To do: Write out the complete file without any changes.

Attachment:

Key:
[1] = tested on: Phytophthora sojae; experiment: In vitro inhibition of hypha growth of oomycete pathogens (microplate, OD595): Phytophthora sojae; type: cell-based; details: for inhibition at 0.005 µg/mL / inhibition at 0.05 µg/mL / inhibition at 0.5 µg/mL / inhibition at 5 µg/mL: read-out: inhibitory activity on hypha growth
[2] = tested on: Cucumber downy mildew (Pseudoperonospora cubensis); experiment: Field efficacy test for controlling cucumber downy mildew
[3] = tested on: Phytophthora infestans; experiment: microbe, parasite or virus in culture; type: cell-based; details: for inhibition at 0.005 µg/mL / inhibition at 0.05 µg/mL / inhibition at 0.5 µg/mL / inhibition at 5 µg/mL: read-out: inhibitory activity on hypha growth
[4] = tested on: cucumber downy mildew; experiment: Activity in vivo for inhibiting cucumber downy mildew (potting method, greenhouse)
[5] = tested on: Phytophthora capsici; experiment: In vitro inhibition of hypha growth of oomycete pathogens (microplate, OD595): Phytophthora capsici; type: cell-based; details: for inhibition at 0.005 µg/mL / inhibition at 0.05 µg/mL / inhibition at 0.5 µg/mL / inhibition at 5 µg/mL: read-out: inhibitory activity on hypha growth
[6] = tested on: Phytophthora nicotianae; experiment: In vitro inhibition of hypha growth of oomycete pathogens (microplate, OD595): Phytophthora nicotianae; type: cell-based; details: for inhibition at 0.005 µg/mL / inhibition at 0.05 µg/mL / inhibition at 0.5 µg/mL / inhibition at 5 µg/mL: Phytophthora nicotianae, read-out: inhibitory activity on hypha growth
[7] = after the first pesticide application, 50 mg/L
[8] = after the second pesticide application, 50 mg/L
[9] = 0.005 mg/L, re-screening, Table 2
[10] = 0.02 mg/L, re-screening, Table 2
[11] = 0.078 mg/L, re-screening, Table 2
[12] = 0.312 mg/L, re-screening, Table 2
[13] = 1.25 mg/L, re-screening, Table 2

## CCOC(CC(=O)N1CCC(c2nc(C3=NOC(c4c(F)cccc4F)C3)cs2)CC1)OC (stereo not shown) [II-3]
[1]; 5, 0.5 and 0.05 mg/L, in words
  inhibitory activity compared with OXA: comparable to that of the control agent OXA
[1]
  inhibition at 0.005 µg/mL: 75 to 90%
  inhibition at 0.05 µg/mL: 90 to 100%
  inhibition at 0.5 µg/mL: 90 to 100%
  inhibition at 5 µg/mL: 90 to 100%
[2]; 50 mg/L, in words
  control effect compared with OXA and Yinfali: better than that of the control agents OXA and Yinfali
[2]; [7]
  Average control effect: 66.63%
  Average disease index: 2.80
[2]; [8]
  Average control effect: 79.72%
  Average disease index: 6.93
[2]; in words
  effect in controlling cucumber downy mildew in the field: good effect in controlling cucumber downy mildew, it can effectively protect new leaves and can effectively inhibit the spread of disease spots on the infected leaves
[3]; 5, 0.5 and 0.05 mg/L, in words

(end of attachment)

Key:
[1] = tested on: Phytophthora sojae; experiment: In vitro inhibition of hypha growth of oomycete pathogens (microplate, OD595): Phytophthora sojae; type: cell-based; details: for inhibition at 0.005 µg/mL / inhibition at 0.05 µg/mL / inhibition at 0.5 µg/mL / inhibition at 5 µg/mL: read-out: inhibitory activity on hypha growth
[2] = tested on: Cucumber downy mildew (Pseudoperonospora cubensis); experiment: Field efficacy test for controlling cucumber downy mildew
[3] = tested on: Phytophthora infestans; experiment: microbe, parasite or virus in culture; type: cell-based; details: for inhibition at 0.005 µg/mL / inhibition at 0.05 µg/mL / inhibition at 0.5 µg/mL / inhibition at 5 µg/mL: read-out: inhibitory activity on hypha growth
[4] = tested on: cucumber downy mildew; experiment: Activity in vivo for inhibiting cucumber downy mildew (potting method, greenhouse)
[5] = tested on: Phytophthora capsici; experiment: In vitro inhibition of hypha growth of oomycete pathogens (microplate, OD595): Phytophthora capsici; type: cell-based; details: for inhibition at 0.005 µg/mL / inhibition at 0.05 µg/mL / inhibition at 0.5 µg/mL / inhibition at 5 µg/mL: read-out: inhibitory activity on hypha growth
[6] = tested on: Phytophthora nicotianae; experiment: In vitro inhibition of hypha growth of oomycete pathogens (microplate, OD595): Phytophthora nicotianae; type: cell-based; details: for inhibition at 0.005 µg/mL / inhibition at 0.05 µg/mL / inhibition at 0.5 µg/mL / inhibition at 5 µg/mL: Phytophthora nicotianae, read-out: inhibitory activity on hypha growth
[7] = after the first pesticide application, 50 mg/L
[8] = after the second pesticide application, 50 mg/L
[9] = 0.005 mg/L, re-screening, Table 2
[10] = 0.02 mg/L, re-screening, Table 2
[11] = 0.078 mg/L, re-screening, Table 2
[12] = 0.312 mg/L, re-screening, Table 2
[13] = 1.25 mg/L, re-screening, Table 2

## CCOC(CC(=O)N1CCC(c2nc(C3=NOC(c4c(F)cccc4F)C3)cs2)CC1)OC (stereo not shown) [II-3]
[1]; 5, 0.5 and 0.05 mg/L, in words
  inhibitory activity compared with OXA: comparable to that of the control agent OXA
[1]
  inhibition at 0.005 µg/mL: 75 to 90%
  inhibition at 0.05 µg/mL: 90 to 100%
  inhibition at 0.5 µg/mL: 90 to 100%
  inhibition at 5 µg/mL: 90 to 100%
[2]; 50 mg/L, in words
  control effect compared with OXA and Yinfali: better than that of the control agents OXA and Yinfali
[2]; [7]
  Average control effect: 66.63%
  Average disease index: 2.80
[2]; [8]
  Average control effect: 79.72%
  Average disease index: 6.93
[2]; in words
  effect in controlling cucumber downy mildew in the field: good effect in controlling cucumber downy mildew, it can effectively protect new leaves and can effectively inhibit the spread of disease spots on the infected leaves
[3]; 5, 0.5 and 0.05 mg/L, in words